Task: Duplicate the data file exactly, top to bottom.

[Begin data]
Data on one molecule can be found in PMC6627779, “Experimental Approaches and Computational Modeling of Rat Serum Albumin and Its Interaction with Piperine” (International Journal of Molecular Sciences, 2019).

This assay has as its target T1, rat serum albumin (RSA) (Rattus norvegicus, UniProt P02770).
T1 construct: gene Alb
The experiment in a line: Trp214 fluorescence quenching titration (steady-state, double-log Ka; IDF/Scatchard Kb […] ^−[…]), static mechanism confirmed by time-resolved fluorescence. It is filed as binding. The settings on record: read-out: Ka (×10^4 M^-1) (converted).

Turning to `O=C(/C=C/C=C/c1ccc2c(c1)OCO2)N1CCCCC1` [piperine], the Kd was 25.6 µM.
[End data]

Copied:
Data on one molecule can be found in PMC6627779, “Experimental Approaches and Computational Modeling of Rat Serum Albumin and Its Interaction with Piperine” (International Journal of Molecular Sciences, 2019).

This assay has as its target T1, rat serum albumin (RSA) (Rattus norvegicus, UniProt P02770).
T1 construct: gene Alb
The experiment in a line: Trp214 fluorescence quenching titration (steady-state, double-log Ka; IDF/Scatchard Kb […] ^−[…]), static mechanism confirmed by time-resolved fluorescence. It is filed as binding. The settings on record: read-out: Ka (×10^4 M^-1) (converted).

Turning to `O=C(/C=C/C=C/c1ccc2c(c1)OCO2)N1CCCCC1` [piperine], the Kd was 25.6 µM.